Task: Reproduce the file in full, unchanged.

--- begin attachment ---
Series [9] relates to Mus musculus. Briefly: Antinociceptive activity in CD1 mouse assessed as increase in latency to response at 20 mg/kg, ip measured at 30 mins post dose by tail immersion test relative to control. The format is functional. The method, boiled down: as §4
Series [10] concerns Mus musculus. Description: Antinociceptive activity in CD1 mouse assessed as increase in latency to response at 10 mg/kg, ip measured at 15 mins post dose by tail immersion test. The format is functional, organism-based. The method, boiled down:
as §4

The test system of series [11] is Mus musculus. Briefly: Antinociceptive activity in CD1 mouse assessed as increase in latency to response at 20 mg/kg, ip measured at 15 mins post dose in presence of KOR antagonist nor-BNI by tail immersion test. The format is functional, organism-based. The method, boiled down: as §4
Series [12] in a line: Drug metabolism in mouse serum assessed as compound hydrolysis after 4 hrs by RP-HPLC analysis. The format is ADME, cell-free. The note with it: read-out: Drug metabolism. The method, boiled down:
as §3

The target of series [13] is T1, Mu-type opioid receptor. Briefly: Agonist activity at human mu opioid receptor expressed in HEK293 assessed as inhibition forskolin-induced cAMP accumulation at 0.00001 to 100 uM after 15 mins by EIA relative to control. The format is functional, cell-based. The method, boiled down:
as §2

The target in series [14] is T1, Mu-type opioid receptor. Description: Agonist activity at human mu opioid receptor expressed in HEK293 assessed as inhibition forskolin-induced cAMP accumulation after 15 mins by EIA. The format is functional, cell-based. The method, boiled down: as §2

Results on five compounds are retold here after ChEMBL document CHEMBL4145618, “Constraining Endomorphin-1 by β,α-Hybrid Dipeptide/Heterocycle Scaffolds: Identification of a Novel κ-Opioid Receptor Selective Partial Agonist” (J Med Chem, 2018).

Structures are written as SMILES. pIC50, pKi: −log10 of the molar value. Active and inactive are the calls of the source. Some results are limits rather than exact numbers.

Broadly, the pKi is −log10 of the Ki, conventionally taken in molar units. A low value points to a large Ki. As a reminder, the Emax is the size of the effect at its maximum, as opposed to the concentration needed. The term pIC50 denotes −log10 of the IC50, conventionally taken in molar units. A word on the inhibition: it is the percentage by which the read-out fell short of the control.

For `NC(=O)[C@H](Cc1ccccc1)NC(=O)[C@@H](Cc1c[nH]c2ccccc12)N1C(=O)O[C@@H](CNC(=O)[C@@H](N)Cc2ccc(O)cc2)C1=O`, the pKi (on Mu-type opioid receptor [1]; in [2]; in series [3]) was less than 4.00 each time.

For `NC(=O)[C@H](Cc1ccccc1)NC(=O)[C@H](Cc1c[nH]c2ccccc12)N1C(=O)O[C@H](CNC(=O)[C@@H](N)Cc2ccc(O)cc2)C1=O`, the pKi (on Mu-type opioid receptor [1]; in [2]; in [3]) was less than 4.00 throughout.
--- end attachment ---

Series [9] relates to Mus musculus. Briefly: Antinociceptive activity in CD1 mouse assessed as increase in latency to response at 20 mg/kg, ip measured at 30 mins post dose by tail immersion test relative to control. The format is functional. The method, boiled down: as §4
Series [10] concerns Mus musculus. Description: Antinociceptive activity in CD1 mouse assessed as increase in latency to response at 10 mg/kg, ip measured at 15 mins post dose by tail immersion test. The format is functional, organism-based. The method, boiled down:
as §4

The test system of series [11] is Mus musculus. Briefly: Antinociceptive activity in CD1 mouse assessed as increase in latency to response at 20 mg/kg, ip measured at 15 mins post dose in presence of KOR antagonist nor-BNI by tail immersion test. The format is functional, organism-based. The method, boiled down: as §4
Series [12] in a line: Drug metabolism in mouse serum assessed as compound hydrolysis after 4 hrs by RP-HPLC analysis. The format is ADME, cell-free. The note with it: read-out: Drug metabolism. The method, boiled down:
as §3

The target of series [13] is T1, Mu-type opioid receptor. Briefly: Agonist activity at human mu opioid receptor expressed in HEK293 assessed as inhibition forskolin-induced cAMP accumulation at 0.00001 to 100 uM after 15 mins by EIA relative to control. The format is functional, cell-based. The method, boiled down:
as §2

The target in series [14] is T1, Mu-type opioid receptor. Description: Agonist activity at human mu opioid receptor expressed in HEK293 assessed as inhibition forskolin-induced cAMP accumulation after 15 mins by EIA. The format is functional, cell-based. The method, boiled down: as §2

Results on five compounds are retold here after ChEMBL document CHEMBL4145618, “Constraining Endomorphin-1 by β,α-Hybrid Dipeptide/Heterocycle Scaffolds: Identification of a Novel κ-Opioid Receptor Selective Partial Agonist” (J Med Chem, 2018).

Structures are written as SMILES. pIC50, pKi: −log10 of the molar value. Active and inactive are the calls of the source. Some results are limits rather than exact numbers.

Broadly, the pKi is −log10 of the Ki, conventionally taken in molar units. A low value points to a large Ki. As a reminder, the Emax is the size of the effect at its maximum, as opposed to the concentration needed. The term pIC50 denotes −log10 of the IC50, conventionally taken in molar units. A word on the inhibition: it is the percentage by which the read-out fell short of the control.

For `NC(=O)[C@H](Cc1ccccc1)NC(=O)[C@@H](Cc1c[nH]c2ccccc12)N1C(=O)O[C@@H](CNC(=O)[C@@H](N)Cc2ccc(O)cc2)C1=O`, the pKi (on Mu-type opioid receptor [1]; in [2]; in series [3]) was less than 4.00 each time.

For `NC(=O)[C@H](Cc1ccccc1)NC(=O)[C@H](Cc1c[nH]c2ccccc12)N1C(=O)O[C@H](CNC(=O)[C@@H](N)Cc2ccc(O)cc2)C1=O`, the pKi (on Mu-type opioid receptor [1]; in [2]; in [3]) was less than 4.00 throughout.